Tell bloggers if you want to know more about something. Help them to help you. If you have your own blog, you know what I’m talking about. Do the same for others and you will reap the rewards.

Also, bloggers, respond back to people’s comments. It continuously works both ways. Let your readers know you value the time they took to read and respond to what you wrote. Keep the conversation going and give your readers another reason to come back to your blog. The resulting back and forth may even spark an idea for a future blog post, so it’s all good.

3)      Read books and online tutorials. I learned and continue to learn how to create and maintain my blog by reading books and consulting free online tutorials. My blog is self-hosted and done in WordPress. I have found TEACH YOURSELF VISUALLY WORDPRESS to be a great beginner’s guide (click on it to read more about it):

Also, it’s not necessary to know HTML or CSS to have a nice blog, but it can help if you want to achieve a certain look not available in any of the numerous free WordPress themes that are available (if you decide to use WordPress). Or maybe you just want to tweak things a certain way and can’t afford to pay a web designer to do them for you. I actually took a beginner’s class in HTML/CSS and we used an excellent book from the Head First series. A newer edition of the book is coming out in September: HEAD FIRST HTML AND CSS. It breaks things down quite nicely and is cheaper than what you’d spend on a class or web designer.


As far as online tutorials are concerned, one go-to person who has a very informative blog is Jane Friedman, former editor of Writer’s Digest. I find myself bookmarking her tweets an awful lot, too. Her blog is geared toward writers, but she gives some great advice here about getting started blogging that just about anyone with a blog could find helpful.


4)      Learn how to Tweet well. There are a bevy of Twitter tip tutorials online.  A few that I have found offer valuable guidance on how to get the most out of your Twitter experience are:

5)      Practice good Twitter etiquette. Besides trying to follow the tips offered by the sites in #4, I recently picked up this book up by JS McDougall. He offers ideas on how to use Twitter to your advantage without turning into a human spam-bot and annoying your followers. It’s a good resource and at the very least is worth the money you would spend on the Kindle edition (which you can download to your PC).

6)      To follow or not to follow? Try not to be concerned with how many followers you do or don’t have. I don’t follow everyone who follows me. I’m not followed by everyone I follow. That’s just how it works. I have had to become very particular with my follows because it is just too much to manage, even with the use of lists and Twitter dashboards like Hootsuite. If your personality comes through in your tweets, if you tweet about things that inform and/or engage, if your timeline isn’t just a series of re-tweets, people will probably follow back. I like to keep the number of people I follow to a minimum so that I can interact with them more meaningfully.


7)      Personal vs. professional networking. I have a love-hate relationship with Facebook. It can either be a great networking tool or a big pain in the tool. I know people who have created separate accounts for their professional self and their private self. I have one account and use it solely for professional reasons. With all of the other responsibilities I have in life including being a mom, freelance writing, maintaining a blog and my Twitter account, I don’t have time for a personal Facebook page. The most personal I get on there is posting pictures of my dogs.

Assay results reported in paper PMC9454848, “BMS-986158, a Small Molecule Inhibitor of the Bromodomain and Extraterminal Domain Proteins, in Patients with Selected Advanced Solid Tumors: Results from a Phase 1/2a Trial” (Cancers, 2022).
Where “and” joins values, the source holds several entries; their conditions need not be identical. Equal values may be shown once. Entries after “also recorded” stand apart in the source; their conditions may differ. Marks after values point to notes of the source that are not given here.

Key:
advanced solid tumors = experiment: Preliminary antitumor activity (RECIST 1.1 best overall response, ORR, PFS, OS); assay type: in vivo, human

That said, Facebook can be useful for posting a link to your most recent blog post, to announce good career-related news, to promote your book, etc. I try to vary what I post on Facebook from what I put on Twitter. If the same people are following you on both, they may be put off by reading the same thing over and over in two different places.


8)      Make meaningful connections. LinkedIn is a powerful professional networking platform. Keep it professional. It’s probably not a good idea to invite everyone in your email address book to connect with you. With a few exceptions, it’s best to only link up with those connections who have or will have first-hand knowledge of your professional expertise and can vouch for your work ethic and job performance.

Also, there are most likely many professional networking groups that you can join on LinkedIn that are related to your career field — and if there aren’t, why not start one? I belong to a few LinkedIn groups and have been able to communicate with other writers not only in my geographic area, but around the world, which has proven a great learning experience.

9)     Avoid oversharing. Think twice about connecting your other social media platforms with your LinkedIn page. Hopefully you’re smart enough not to publicly bash your boss or complain about clients on Facebook or Twitter. You really don’t want that info to show up on LinkedIn. It’s unprofessional and may sabotage your chances of being taken seriously.


So that’s my list, and it’s a dynamic one at that. Ask me six months from now which social media resources I recommend and the list could look completely different. It’s reflective of what I find useful right now and of course I am still learning. I have not mastered all of the good advice given in the books or on the sites I recommend, but I’m trying. Hopefully you’ll find something beneficial on the list. Please also share your own tips and resources in the comments below.